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Hate Common Core? It’ll cost Utah $100 million to replace, school board member warns

First Published      Last Updated Jul 14 2017 09:59 am


Education standards » Starting over on state’s own benchmarks too costly, board member says; Core opponent blasts program, ambiguous policies.

Utah opponents of the Common Core State Standards may need to foot a $100 million bill if they're committed to replacing the controversial education benchmarks, according to state school board member Spencer Stokes.

During a Thursday meeting of the school board's Standards and Assessment Committee, Stokes said it is simply too expensive for Utah to start from scratch on a new set of grade-level standards for mathematics and English education.

"There's no way on God's green Earth that the Legislature is going to give us the money needed to create a true Utah core," Stokes said. "In my mind, that chapter of this debate has closed because there's no funding for it."




Stokes' explanation met resistance from board colleague Lisa Cummins, a member of the advocacy group Utahns Against Common Core.

She said her constituents don't believe the debate is over and are not satisfied allowing a "socialist program" to be rendered impenetrable by financial constraints.

"Then they can pay for it," Stokes responded. "The point is, the Legislature won't give us the money."

Common Core was developed by a national consortium of state leaders and education experts. The standards outline the minimum math and English skills students should master each year as they advance toward graduation. They were adopted by Utah — and most states — in 2010.

Since then, the Utah Board of Education has made a number of revisions to school standards, but Common Core remains the backbone of the state's grade-level benchmarks.

A 2016 report found that comprehensive revision of the Utah's math and English standards, including the development of new tests and instructional materials and training for educators, could cost up to $38 million for the Utah Board of Education and another $87 million for local school districts.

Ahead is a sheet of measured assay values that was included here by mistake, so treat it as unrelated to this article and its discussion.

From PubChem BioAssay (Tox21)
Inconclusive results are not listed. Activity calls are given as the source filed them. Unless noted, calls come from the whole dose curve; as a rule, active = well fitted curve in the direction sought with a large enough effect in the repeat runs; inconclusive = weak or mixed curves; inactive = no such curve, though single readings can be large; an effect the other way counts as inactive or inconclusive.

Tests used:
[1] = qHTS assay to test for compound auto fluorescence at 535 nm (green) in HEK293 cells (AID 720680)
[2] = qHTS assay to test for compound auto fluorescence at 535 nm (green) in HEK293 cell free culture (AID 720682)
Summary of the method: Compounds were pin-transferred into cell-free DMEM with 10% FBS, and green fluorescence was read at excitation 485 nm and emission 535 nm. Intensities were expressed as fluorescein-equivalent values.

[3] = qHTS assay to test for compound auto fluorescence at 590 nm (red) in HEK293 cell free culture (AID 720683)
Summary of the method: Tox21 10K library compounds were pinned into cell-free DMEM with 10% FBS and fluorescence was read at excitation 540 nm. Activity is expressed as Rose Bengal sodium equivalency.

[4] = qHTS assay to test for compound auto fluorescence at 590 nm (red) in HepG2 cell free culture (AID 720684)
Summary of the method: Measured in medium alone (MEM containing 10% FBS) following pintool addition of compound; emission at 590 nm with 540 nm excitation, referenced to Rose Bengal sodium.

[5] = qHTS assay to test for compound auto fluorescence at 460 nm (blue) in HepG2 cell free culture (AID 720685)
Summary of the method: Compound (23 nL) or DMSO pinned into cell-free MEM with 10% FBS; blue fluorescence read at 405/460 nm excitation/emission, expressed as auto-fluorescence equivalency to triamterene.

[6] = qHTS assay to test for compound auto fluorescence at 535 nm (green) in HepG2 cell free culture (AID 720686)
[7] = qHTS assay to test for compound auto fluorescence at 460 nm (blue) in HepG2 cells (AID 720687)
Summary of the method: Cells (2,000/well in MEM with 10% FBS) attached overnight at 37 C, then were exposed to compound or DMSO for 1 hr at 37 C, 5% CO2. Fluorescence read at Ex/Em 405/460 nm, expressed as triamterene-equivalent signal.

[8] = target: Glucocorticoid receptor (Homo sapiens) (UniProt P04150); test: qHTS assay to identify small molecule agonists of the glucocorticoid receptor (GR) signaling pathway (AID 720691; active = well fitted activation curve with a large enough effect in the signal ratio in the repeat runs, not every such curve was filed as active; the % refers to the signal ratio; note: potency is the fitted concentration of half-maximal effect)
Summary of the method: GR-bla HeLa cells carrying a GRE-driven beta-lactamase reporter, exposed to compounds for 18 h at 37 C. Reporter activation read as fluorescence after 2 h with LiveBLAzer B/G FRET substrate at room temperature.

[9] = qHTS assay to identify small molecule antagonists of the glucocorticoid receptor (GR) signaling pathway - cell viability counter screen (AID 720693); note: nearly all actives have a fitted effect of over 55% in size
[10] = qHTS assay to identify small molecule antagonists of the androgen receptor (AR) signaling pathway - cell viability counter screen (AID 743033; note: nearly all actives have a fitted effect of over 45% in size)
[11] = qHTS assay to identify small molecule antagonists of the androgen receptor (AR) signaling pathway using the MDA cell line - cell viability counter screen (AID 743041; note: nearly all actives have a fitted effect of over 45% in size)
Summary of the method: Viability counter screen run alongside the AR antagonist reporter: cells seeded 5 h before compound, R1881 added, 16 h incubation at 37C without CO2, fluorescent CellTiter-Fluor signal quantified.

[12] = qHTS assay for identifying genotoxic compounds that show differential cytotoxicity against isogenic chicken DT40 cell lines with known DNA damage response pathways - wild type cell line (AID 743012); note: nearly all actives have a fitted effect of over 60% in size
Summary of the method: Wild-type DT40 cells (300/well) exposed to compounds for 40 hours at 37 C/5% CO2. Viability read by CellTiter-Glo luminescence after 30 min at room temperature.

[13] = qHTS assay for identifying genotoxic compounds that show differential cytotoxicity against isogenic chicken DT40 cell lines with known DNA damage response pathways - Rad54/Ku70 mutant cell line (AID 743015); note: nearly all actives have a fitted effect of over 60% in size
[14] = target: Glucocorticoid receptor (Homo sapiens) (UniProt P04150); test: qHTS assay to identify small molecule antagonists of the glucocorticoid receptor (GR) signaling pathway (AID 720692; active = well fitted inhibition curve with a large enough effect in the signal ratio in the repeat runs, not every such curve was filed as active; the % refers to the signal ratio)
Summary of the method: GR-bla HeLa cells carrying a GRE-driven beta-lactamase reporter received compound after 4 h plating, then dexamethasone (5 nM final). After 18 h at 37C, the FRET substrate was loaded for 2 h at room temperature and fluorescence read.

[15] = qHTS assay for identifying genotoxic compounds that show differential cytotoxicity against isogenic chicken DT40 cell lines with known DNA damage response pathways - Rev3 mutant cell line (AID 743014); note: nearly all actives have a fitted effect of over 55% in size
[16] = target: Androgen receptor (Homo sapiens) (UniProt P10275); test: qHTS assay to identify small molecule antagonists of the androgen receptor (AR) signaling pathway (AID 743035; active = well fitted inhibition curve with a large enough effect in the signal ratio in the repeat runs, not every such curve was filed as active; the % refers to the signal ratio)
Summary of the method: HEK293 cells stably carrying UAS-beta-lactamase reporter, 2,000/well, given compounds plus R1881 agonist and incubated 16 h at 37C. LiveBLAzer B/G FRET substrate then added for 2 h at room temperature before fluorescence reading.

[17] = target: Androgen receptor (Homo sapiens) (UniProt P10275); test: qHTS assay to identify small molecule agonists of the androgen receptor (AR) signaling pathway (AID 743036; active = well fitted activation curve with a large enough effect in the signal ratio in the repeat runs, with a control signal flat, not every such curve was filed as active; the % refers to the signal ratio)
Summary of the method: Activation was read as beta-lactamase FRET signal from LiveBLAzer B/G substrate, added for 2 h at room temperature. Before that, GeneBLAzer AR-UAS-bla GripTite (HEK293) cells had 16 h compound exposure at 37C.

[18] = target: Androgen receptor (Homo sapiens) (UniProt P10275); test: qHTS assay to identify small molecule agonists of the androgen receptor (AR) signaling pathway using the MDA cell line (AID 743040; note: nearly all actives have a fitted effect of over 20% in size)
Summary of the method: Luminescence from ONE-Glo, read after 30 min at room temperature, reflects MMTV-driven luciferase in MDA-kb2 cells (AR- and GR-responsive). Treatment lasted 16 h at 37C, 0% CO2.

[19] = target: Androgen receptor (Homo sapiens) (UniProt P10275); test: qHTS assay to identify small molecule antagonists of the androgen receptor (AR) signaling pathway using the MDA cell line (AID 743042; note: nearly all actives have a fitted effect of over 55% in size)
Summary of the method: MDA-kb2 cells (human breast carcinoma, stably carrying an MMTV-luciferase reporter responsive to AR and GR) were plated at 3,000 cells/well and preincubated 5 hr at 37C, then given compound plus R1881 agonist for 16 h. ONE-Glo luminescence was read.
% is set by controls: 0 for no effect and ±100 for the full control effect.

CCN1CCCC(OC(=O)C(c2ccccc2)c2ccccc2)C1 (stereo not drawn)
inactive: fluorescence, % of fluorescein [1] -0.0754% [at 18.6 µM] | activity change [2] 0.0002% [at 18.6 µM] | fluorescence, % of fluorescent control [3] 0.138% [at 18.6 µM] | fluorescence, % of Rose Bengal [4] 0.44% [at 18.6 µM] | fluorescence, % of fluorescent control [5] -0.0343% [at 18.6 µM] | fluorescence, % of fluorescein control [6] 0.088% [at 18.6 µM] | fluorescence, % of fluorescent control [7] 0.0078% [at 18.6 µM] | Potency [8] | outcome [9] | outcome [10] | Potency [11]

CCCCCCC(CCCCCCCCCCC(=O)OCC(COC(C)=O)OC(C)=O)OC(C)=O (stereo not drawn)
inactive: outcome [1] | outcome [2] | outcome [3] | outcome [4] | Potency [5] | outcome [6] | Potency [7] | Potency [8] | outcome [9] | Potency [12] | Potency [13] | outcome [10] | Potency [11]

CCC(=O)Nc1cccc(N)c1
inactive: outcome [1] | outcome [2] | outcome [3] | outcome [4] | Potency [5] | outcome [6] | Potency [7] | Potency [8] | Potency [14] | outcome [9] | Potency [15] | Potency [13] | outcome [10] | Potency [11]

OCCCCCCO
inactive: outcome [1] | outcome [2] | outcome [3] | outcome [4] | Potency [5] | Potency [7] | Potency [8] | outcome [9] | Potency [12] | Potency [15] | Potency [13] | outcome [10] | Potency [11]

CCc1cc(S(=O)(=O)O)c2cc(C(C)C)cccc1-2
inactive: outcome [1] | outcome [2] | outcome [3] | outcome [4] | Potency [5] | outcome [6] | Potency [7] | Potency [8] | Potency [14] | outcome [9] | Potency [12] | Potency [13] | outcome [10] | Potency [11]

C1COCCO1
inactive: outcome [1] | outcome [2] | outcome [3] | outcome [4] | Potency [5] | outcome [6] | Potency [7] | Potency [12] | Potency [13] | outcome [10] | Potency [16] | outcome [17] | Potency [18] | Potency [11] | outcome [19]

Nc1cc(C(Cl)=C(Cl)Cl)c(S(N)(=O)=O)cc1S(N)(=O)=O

Because statewide tests were rewritten to match Common Core, many critics falsely attribute federal testing requirements to the education benchmarks. Opponents also object to the standards' out-of-state origins and efforts by the Obama administration to incentivize their adoption by states.

The exchange between Stokes and Cummins came during a discussion of statewide testing. The Utah Board of Education is seeking a potential replacement for SAGE, the end-of-year exams taken by children in grades 3 through 11.

High school juniors now can take the ACT exam in lieu of SAGE. But plans to replace SAGE in grades 9 and 10 next spring with a suite of ACT preparation tests ran afoul of Utah law, according to Jo Ellen Shaeffer, the school board's assessment director.

"ACT does not align with Utah core standards," Shaefer said.

The Standards and Assessment Committee voted to continue using SAGE in grades 9 and 10 next year while a new assessment provider is sought for 2019 and beyond. The committee's recommendations require approval by the full Utah Board of Education.

Committee members also discussed the issue of parents opting their children out of SAGE testing, which has led to allegations of schools unlawfully rewarding students who participate in end-of-year exams.

Cummins said there is ambiguity in state law and school board policies that needs to be clarified to secure parental rights. She added that schools and teachers should face consequences for incentivizing students to complete SAGE.

"We need to be more prescriptive," she said. "Parents have the right to opt out. It needs to be crystal clear."

Shaeffer said some confusion stems from the requirement that students who opt out participate in a "meaningful educational opportunity" while their classmates complete SAGE. In many schools an alternative exam is offered, she said, which has led to complaints that children are punished for not taking end-of-year tests.

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